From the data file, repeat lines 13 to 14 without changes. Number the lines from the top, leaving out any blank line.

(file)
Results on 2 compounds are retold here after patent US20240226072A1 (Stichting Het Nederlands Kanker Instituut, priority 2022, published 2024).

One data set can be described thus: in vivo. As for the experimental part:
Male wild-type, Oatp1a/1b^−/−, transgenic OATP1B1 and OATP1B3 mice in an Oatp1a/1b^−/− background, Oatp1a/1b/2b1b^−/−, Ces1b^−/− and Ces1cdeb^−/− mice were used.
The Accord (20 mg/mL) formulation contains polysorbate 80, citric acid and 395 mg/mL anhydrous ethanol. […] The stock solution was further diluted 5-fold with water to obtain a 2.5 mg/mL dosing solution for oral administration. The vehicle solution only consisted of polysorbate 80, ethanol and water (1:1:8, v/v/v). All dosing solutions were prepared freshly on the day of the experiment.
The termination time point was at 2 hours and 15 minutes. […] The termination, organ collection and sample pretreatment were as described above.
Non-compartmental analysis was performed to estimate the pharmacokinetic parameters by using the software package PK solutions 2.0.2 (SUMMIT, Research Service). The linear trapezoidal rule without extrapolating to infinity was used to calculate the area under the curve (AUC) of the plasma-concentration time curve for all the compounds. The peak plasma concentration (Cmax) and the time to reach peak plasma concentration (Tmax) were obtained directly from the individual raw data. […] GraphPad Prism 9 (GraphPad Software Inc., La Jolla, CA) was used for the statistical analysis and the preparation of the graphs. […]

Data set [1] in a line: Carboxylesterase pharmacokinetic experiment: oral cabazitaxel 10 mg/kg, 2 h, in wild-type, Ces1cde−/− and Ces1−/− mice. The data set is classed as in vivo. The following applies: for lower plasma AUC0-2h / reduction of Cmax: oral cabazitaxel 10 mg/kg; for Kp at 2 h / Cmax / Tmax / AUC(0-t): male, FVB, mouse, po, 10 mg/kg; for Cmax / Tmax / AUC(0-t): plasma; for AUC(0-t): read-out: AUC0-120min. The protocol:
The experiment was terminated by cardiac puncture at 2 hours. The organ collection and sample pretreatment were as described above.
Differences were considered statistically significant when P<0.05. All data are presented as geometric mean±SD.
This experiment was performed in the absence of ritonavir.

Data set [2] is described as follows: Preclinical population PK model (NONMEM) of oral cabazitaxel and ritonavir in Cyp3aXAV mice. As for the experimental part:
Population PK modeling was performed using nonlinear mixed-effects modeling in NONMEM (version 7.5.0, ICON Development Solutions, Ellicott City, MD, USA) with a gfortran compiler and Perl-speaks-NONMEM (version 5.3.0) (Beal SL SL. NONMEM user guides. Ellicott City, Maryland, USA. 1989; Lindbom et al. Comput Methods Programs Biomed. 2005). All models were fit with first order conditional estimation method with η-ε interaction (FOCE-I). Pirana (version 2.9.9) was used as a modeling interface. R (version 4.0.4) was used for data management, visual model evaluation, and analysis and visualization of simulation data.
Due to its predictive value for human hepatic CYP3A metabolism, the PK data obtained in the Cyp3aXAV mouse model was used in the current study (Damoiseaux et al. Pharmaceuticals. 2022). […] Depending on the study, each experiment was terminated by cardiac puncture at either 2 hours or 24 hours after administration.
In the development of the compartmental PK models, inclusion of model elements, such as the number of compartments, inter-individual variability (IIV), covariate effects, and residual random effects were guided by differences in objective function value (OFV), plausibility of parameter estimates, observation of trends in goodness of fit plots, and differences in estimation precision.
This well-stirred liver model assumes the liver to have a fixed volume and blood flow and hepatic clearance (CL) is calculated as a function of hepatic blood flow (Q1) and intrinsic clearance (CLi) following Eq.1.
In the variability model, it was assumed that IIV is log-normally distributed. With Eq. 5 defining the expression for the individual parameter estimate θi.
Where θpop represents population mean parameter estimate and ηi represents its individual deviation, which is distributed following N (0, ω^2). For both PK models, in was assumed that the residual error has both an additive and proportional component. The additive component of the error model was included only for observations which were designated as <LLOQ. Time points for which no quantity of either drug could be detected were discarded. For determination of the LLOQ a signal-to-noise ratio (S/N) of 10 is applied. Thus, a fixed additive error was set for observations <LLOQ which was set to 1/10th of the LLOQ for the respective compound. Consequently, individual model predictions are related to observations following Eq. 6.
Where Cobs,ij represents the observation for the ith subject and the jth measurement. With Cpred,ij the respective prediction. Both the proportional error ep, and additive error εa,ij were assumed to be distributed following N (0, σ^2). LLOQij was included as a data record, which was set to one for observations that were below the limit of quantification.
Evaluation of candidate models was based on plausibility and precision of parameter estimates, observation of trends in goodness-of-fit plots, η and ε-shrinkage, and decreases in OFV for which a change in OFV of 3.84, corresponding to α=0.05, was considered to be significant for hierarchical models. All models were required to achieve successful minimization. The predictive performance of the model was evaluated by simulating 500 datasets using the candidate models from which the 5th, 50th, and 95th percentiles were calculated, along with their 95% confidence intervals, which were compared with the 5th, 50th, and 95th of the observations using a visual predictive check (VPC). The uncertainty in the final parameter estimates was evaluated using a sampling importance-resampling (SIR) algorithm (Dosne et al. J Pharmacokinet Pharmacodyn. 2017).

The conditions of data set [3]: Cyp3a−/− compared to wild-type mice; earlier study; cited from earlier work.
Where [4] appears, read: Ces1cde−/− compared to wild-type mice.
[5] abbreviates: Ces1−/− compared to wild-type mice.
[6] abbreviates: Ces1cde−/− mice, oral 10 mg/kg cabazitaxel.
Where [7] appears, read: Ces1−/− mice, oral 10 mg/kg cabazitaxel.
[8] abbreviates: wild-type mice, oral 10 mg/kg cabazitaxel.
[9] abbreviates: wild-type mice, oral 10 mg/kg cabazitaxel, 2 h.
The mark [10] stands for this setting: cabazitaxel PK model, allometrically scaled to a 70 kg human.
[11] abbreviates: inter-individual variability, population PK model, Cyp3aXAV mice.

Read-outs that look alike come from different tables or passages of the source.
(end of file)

Due to its predictive value for human hepatic CYP3A metabolism, the PK data obtained in the Cyp3aXAV mouse model was used in the current study (Damoiseaux et al. Pharmaceuticals. 2022). […] Depending on the study, each experiment was terminated by cardiac puncture at either 2 hours or 24 hours after administration.
In the development of the compartmental PK models, inclusion of model elements, such as the number of compartments, inter-individual variability (IIV), covariate effects, and residual random effects were guided by differences in objective function value (OFV), plausibility of parameter estimates, observation of trends in goodness of fit plots, and differences in estimation precision.